November 3, 2015

Smile for the Camera

Yesterday night, Essena O’Neill became the latest viral topic. O’Neill is a teenage Australian Instagram star who decided to break past her façade and quit social media. After years of obsessing over 'like's on her flawless candid shots - and feeling the pressure of making those very candid shots flawless - O'Neill finally cracked under her lack of authenticity. To her fans, she appeared to live the perfect life. She had corporate sponsorships and modelling gigs, and as far as her social media made it seem, she lived a gloriously happy life. But in reality, O'Neill was far from happy. Her life on social media was a careful construct of lies and deceit. She felt addicted and consumed. She had lost a sense of her self.

And so, O'Neill quit social media. She deleted a large portion of her online presence and edited her Instagram captions to reveal the true behind-the-scenes of her life. She could very well be jeopardizing her social media career, but there's a more fulfilling life to be gained in exchange.

I have most certainly been victim to letting the shiny veneer of Instagram get to me. I've spent more time than I would like to admit scrolling through Instagram accounts of girls who appear to have it all. Girls with enviable wardrobes, fantastic bodies, photogenic visages, incredible photography skills, glowing confidence, and of course, a seemingly glamorous life. These are the kind of girls I look at and think, she is more fashionable than me, she is more successful than me...she is better than me.

I had written last year about the moment it finally hit me how fabricated glamour and perfection really were in fashion editorials, but Instagram is a different monster to tackle. The thing with Instagram is that it is a platform for everyone. It is not an elite, industry publication, but rather a platform for the 'everyday' girl. We all know deep down that comparing ourselves to media portrayals of women is futile, but when it's a girl you know from school staring back at you with her pearly whites, expensive dress, and long lean legs, the feeling of inadequacy becomes more real. I see them in the hallway and I wonder how it is they live such a 'perfect' life, whereas I end up in my sweatpants, alone in front of my laptop, slaving over homework - day in, day out. What part of my life did I not work hard enough in to stray so far from the path of my peers?

But O'Neill is a noble reminder that things are not always what they seem. Even our peers smile for the camera and put on a face for show. The type of perfection Instagram is characterized by is not innate; no one truly lives like that. A mere collection of photos does not, and cannot, represent all the intricacies of someone's life - and so I shouldn't let Instagram fool me into thinking that it does.

Although let me admit I am not entirely pure. I, too, post photos on my Facebook page that attempt to paint my life as more stylized than it really is. Of course, a significant part of why I do so is simply wanting to share my excitement with others, but another part of me does feel the pressure to validate myself as a "fashion person". Yet hopefully, I keep it real often enough to remind all of you that I'm honestly just your average girl. I'm not a model; sometimes I pose awkwardly. I'm not a photographer; sometimes my photos are blurry. I'm not wealthy; sometimes my clothes are boring. My photos aren't professional enough to land me a sponsorship, but that's just fine. This is who I am, and while lives on Instagram do indeed appear quite pretty, I know I can find happiness on my own terms.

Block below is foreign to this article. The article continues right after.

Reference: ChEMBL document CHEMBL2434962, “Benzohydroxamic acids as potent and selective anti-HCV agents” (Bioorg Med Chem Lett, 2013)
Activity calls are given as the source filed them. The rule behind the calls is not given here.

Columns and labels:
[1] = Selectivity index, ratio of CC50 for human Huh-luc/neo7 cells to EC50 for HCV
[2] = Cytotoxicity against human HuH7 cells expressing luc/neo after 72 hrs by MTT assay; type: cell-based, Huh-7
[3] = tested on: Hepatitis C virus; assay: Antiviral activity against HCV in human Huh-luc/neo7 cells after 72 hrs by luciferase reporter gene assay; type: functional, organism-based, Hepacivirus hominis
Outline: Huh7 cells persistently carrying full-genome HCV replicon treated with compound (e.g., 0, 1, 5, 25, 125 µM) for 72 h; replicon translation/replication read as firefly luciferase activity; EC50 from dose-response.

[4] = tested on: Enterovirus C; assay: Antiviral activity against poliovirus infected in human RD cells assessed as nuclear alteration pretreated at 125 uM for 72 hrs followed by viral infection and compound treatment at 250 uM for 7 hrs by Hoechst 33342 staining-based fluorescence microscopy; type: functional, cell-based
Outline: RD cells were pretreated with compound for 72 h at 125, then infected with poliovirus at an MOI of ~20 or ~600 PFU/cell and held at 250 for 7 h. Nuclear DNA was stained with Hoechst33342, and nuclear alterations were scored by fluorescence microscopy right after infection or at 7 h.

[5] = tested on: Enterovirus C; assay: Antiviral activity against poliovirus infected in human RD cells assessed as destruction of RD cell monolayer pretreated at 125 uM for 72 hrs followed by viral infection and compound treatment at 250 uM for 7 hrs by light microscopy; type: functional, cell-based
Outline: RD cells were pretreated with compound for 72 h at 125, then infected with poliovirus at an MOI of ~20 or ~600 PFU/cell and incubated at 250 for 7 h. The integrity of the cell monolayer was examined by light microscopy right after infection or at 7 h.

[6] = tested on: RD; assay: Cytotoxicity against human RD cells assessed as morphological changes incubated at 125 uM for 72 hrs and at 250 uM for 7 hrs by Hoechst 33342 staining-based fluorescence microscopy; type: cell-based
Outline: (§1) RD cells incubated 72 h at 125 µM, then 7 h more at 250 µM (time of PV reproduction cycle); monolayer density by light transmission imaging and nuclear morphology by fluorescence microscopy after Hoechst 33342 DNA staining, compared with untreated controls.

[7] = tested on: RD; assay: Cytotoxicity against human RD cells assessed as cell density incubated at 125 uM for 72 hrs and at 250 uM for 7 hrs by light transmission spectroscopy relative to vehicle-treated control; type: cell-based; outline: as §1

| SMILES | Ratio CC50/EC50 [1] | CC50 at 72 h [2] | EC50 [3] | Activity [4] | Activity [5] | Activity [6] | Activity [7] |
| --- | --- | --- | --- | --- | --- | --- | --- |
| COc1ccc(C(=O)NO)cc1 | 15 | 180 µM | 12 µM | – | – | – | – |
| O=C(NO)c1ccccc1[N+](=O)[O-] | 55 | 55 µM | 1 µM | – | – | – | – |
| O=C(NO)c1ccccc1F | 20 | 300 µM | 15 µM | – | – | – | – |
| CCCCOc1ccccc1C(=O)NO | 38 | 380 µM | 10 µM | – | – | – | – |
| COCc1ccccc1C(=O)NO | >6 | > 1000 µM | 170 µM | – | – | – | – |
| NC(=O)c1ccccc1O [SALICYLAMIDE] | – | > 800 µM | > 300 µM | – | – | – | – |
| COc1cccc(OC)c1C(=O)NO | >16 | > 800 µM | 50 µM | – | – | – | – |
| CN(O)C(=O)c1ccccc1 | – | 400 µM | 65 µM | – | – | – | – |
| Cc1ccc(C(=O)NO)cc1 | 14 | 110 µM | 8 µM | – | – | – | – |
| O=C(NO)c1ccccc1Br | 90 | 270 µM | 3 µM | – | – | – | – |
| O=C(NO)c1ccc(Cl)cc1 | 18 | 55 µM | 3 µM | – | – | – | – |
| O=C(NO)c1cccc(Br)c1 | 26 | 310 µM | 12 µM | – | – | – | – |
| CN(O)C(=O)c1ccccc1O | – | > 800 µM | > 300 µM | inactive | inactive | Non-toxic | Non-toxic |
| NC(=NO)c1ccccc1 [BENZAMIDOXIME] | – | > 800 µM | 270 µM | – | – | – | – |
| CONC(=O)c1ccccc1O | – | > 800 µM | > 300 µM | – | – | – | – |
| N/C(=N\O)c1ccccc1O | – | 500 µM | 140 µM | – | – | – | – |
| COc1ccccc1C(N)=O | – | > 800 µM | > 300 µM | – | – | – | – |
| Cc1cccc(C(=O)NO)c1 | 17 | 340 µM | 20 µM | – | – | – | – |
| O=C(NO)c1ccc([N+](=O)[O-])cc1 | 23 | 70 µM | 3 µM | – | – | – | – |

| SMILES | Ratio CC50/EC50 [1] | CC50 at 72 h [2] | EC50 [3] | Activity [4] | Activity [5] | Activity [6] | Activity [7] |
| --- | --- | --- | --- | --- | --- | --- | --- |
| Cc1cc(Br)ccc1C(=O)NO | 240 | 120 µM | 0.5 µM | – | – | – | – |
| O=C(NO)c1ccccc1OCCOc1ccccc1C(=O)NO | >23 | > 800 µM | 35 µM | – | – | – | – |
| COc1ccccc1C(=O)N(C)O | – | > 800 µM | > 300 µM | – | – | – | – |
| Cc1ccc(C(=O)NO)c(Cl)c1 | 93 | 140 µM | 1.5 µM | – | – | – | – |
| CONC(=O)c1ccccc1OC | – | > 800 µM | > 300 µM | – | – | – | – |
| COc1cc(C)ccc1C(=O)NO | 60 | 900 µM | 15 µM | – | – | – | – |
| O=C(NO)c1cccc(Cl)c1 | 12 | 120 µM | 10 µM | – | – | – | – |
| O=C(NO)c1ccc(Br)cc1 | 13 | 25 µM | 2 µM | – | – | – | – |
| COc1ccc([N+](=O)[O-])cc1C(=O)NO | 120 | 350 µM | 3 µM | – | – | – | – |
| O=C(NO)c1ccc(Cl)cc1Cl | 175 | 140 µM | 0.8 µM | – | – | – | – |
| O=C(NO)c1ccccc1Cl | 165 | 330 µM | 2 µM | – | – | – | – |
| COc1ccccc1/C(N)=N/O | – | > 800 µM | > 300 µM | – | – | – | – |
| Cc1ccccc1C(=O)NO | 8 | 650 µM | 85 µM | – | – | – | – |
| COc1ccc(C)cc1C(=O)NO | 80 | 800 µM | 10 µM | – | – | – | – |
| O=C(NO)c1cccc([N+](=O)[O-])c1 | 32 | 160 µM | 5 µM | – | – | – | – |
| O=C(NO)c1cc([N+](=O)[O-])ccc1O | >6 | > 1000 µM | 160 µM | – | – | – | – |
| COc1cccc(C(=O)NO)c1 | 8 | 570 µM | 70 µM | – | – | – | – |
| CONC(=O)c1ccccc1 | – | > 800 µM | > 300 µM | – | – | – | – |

Edit: O'Neill has deleted her Instagram account

Image Source: Photo 1, 2


  1. This is an insightful post Angelica. I can agree with you. Sometimes we don't know how some people are struggling proving their lives in Instagram.
    I like O'Neil's captions in hers. I myself can't tackle instagram, though I get more likes when I post among my 100+ followers vs 2000 followers of others :) maybe once in awhile, but since I switched to an old 2009 flip phone in the last 2 months, I like how simple my internet experience everyday now. I rather focus on education, improving my career, parenting, and earning dollars -- that is my goal.

    1. I love that you have a flip phone! It takes a surprising amount of work to keep up with multiple social media accounts, and sometimes you have to ask if it's worth it. As you show, it's the quality of interactions you have online (and in real life!) that matter, not the quantity.

  2. smiles!


  3. This news was in my country too. By the time I comment on this, certain issues have happened and new news have resurfaced about her. She is not that sincere and truthful at all. I sure thought she was a brave soul initially.

    I would like to invite you to check out my latest giveaway. Hope to see you there and have a good week ahead.

    Jo's Jumbled Jardinière
    Current giveaway

    1. Oh, that is news to me! I have seen some push-back from people who disagree with her, but I have not heard anything further about Essena herself.

  4. So glad that you decided to stop by my blog today because this was such an insightful and interesting post to read. I myself am not really a big part of the beauty side of instagram because I am all about books. But I do know how much the fashion industry can make girls want to change their outlook or appearance and it's so good to see someone come and stand out and show the truth behind the pictures. It can't be easy, but she took a stand for a lot of people out there, and it's good that people have noticed and that it has made a difference.

    1. I'm all about books, too! I agree - I saw some criticism over her generalization of social media as "evil", but ultimately, she presented a very valid side of the story. As you say, she helped a lot of people out there (including me) and that's what counts.